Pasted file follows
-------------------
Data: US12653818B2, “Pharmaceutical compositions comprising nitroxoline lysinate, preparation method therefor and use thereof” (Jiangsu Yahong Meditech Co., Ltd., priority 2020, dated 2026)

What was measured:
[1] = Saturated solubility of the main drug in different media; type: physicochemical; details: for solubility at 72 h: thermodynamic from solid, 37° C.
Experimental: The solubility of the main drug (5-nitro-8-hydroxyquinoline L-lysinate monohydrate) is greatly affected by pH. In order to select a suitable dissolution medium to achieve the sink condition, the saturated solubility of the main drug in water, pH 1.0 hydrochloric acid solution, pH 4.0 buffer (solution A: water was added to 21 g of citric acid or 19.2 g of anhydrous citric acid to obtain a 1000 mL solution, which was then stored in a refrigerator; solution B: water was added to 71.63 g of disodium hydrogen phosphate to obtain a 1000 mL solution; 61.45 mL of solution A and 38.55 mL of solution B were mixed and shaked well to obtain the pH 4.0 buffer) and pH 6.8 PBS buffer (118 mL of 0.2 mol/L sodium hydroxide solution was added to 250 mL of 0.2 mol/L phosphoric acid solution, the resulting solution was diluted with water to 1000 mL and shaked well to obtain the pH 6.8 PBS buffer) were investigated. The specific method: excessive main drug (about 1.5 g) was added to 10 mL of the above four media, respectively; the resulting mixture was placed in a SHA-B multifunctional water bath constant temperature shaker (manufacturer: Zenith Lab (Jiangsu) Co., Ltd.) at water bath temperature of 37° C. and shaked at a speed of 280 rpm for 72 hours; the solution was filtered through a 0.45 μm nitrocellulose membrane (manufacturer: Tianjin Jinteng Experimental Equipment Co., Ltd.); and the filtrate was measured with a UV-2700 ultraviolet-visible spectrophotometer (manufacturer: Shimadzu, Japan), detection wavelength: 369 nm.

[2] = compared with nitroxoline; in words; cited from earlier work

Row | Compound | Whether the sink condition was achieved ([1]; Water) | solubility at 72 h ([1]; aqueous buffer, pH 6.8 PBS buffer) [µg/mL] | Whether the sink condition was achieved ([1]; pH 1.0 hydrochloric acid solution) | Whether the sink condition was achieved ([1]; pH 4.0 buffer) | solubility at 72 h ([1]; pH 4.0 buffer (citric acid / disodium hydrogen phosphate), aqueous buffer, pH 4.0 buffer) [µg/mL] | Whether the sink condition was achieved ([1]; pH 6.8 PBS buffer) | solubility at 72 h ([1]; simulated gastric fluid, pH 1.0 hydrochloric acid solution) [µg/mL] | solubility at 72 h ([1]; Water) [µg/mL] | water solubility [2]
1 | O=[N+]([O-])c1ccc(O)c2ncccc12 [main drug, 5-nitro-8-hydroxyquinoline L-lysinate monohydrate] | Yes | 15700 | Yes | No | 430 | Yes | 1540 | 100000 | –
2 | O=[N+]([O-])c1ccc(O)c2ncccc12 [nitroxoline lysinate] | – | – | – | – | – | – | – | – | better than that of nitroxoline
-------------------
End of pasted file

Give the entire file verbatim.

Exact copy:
Data: US12653818B2, “Pharmaceutical compositions comprising nitroxoline lysinate, preparation method therefor and use thereof” (Jiangsu Yahong Meditech Co., Ltd., priority 2020, dated 2026)

What was measured:
[1] = Saturated solubility of the main drug in different media; type: physicochemical; details: for solubility at 72 h: thermodynamic from solid, 37° C.
Experimental: The solubility of the main drug (5-nitro-8-hydroxyquinoline L-lysinate monohydrate) is greatly affected by pH. In order to select a suitable dissolution medium to achieve the sink condition, the saturated solubility of the main drug in water, pH 1.0 hydrochloric acid solution, pH 4.0 buffer (solution A: water was added to 21 g of citric acid or 19.2 g of anhydrous citric acid to obtain a 1000 mL solution, which was then stored in a refrigerator; solution B: water was added to 71.63 g of disodium hydrogen phosphate to obtain a 1000 mL solution; 61.45 mL of solution A and 38.55 mL of solution B were mixed and shaked well to obtain the pH 4.0 buffer) and pH 6.8 PBS buffer (118 mL of 0.2 mol/L sodium hydroxide solution was added to 250 mL of 0.2 mol/L phosphoric acid solution, the resulting solution was diluted with water to 1000 mL and shaked well to obtain the pH 6.8 PBS buffer) were investigated. The specific method: excessive main drug (about 1.5 g) was added to 10 mL of the above four media, respectively; the resulting mixture was placed in a SHA-B multifunctional water bath constant temperature shaker (manufacturer: Zenith Lab (Jiangsu) Co., Ltd.) at water bath temperature of 37° C. and shaked at a speed of 280 rpm for 72 hours; the solution was filtered through a 0.45 μm nitrocellulose membrane (manufacturer: Tianjin Jinteng Experimental Equipment Co., Ltd.); and the filtrate was measured with a UV-2700 ultraviolet-visible spectrophotometer (manufacturer: Shimadzu, Japan), detection wavelength: 369 nm.

[2] = compared with nitroxoline; in words; cited from earlier work

Row | Compound | Whether the sink condition was achieved ([1]; Water) | solubility at 72 h ([1]; aqueous buffer, pH 6.8 PBS buffer) [µg/mL] | Whether the sink condition was achieved ([1]; pH 1.0 hydrochloric acid solution) | Whether the sink condition was achieved ([1]; pH 4.0 buffer) | solubility at 72 h ([1]; pH 4.0 buffer (citric acid / disodium hydrogen phosphate), aqueous buffer, pH 4.0 buffer) [µg/mL] | Whether the sink condition was achieved ([1]; pH 6.8 PBS buffer) | solubility at 72 h ([1]; simulated gastric fluid, pH 1.0 hydrochloric acid solution) [µg/mL] | solubility at 72 h ([1]; Water) [µg/mL] | water solubility [2]
1 | O=[N+]([O-])c1ccc(O)c2ncccc12 [main drug, 5-nitro-8-hydroxyquinoline L-lysinate monohydrate] | Yes | 15700 | Yes | No | 430 | Yes | 1540 | 100000 | –
2 | O=[N+]([O-])c1ccc(O)c2ncccc12 [nitroxoline lysinate] | – | – | – | – | – | – | – | – | better than that of nitroxoline